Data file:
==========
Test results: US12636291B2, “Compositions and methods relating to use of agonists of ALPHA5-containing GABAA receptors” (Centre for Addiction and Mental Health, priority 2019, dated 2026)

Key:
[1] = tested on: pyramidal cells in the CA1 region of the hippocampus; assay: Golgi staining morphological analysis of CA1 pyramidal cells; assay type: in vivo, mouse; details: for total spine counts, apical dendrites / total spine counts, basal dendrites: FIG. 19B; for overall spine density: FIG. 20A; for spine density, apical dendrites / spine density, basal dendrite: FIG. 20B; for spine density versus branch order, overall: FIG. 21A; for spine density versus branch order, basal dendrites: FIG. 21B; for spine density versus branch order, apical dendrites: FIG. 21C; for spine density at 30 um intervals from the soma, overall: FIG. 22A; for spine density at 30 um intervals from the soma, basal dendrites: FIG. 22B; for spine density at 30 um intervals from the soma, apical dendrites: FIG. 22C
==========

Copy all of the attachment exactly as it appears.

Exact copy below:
Test results: US12636291B2, “Compositions and methods relating to use of agonists of ALPHA5-containing GABAA receptors” (Centre for Addiction and Mental Health, priority 2019, dated 2026)

Key:
[1] = tested on: pyramidal cells in the CA1 region of the hippocampus; assay: Golgi staining morphological analysis of CA1 pyramidal cells; assay type: in vivo, mouse; details: for total spine counts, apical dendrites / total spine counts, basal dendrites: FIG. 19B; for overall spine density: FIG. 20A; for spine density, apical dendrites / spine density, basal dendrite: FIG. 20B; for spine density versus branch order, overall: FIG. 21A; for spine density versus branch order, basal dendrites: FIG. 21B; for spine density versus branch order, apical dendrites: FIG. 21C; for spine density at 30 um intervals from the soma, overall: FIG. 22A; for spine density at 30 um intervals from the soma, basal dendrites: FIG. 22B; for spine density at 30 um intervals from the soma, apical dendrites: FIG. 22C